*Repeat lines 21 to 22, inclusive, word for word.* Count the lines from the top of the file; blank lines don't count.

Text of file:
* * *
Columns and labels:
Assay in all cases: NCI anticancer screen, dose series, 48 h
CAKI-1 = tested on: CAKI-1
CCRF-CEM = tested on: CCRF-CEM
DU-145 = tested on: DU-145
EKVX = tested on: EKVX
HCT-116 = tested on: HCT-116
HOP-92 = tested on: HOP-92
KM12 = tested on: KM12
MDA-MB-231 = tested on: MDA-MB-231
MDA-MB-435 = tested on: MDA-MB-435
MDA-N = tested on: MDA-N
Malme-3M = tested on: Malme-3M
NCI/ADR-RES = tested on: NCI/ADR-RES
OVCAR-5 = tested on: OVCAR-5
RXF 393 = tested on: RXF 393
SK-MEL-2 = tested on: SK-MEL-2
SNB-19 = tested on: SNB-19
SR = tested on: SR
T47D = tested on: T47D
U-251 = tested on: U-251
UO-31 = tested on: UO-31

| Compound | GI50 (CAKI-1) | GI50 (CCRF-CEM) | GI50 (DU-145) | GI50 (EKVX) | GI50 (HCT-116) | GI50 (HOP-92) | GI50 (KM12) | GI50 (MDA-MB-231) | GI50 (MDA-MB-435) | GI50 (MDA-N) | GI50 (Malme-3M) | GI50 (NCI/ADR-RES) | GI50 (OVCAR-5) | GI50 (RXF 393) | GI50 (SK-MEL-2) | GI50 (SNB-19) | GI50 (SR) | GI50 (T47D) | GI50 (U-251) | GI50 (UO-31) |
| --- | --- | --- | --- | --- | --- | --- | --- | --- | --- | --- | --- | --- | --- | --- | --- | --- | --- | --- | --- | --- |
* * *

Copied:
U-251 = tested on: U-251
UO-31 = tested on: UO-31